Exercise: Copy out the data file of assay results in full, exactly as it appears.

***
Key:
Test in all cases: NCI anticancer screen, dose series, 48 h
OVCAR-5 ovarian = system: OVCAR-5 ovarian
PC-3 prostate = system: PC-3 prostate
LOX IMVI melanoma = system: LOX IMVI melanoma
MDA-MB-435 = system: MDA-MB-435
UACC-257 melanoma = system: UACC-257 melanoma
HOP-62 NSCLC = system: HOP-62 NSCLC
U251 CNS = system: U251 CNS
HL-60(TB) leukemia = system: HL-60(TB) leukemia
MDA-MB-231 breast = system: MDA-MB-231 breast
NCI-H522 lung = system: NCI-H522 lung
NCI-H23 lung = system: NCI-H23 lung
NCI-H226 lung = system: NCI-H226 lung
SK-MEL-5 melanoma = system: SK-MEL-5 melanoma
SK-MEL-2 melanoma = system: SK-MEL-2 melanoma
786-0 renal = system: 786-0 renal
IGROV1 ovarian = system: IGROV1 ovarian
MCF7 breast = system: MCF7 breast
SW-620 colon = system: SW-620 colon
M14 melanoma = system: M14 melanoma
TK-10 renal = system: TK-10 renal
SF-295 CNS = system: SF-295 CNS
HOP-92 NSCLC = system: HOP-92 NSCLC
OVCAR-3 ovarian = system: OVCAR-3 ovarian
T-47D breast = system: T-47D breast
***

Key:
Test in all cases: NCI anticancer screen, dose series, 48 h
OVCAR-5 ovarian = system: OVCAR-5 ovarian
PC-3 prostate = system: PC-3 prostate
LOX IMVI melanoma = system: LOX IMVI melanoma
MDA-MB-435 = system: MDA-MB-435
UACC-257 melanoma = system: UACC-257 melanoma
HOP-62 NSCLC = system: HOP-62 NSCLC
U251 CNS = system: U251 CNS
HL-60(TB) leukemia = system: HL-60(TB) leukemia
MDA-MB-231 breast = system: MDA-MB-231 breast
NCI-H522 lung = system: NCI-H522 lung
NCI-H23 lung = system: NCI-H23 lung
NCI-H226 lung = system: NCI-H226 lung
SK-MEL-5 melanoma = system: SK-MEL-5 melanoma
SK-MEL-2 melanoma = system: SK-MEL-2 melanoma
786-0 renal = system: 786-0 renal
IGROV1 ovarian = system: IGROV1 ovarian
MCF7 breast = system: MCF7 breast
SW-620 colon = system: SW-620 colon
M14 melanoma = system: M14 melanoma
TK-10 renal = system: TK-10 renal
SF-295 CNS = system: SF-295 CNS
HOP-92 NSCLC = system: HOP-92 NSCLC
OVCAR-3 ovarian = system: OVCAR-3 ovarian
T-47D breast = system: T-47D breast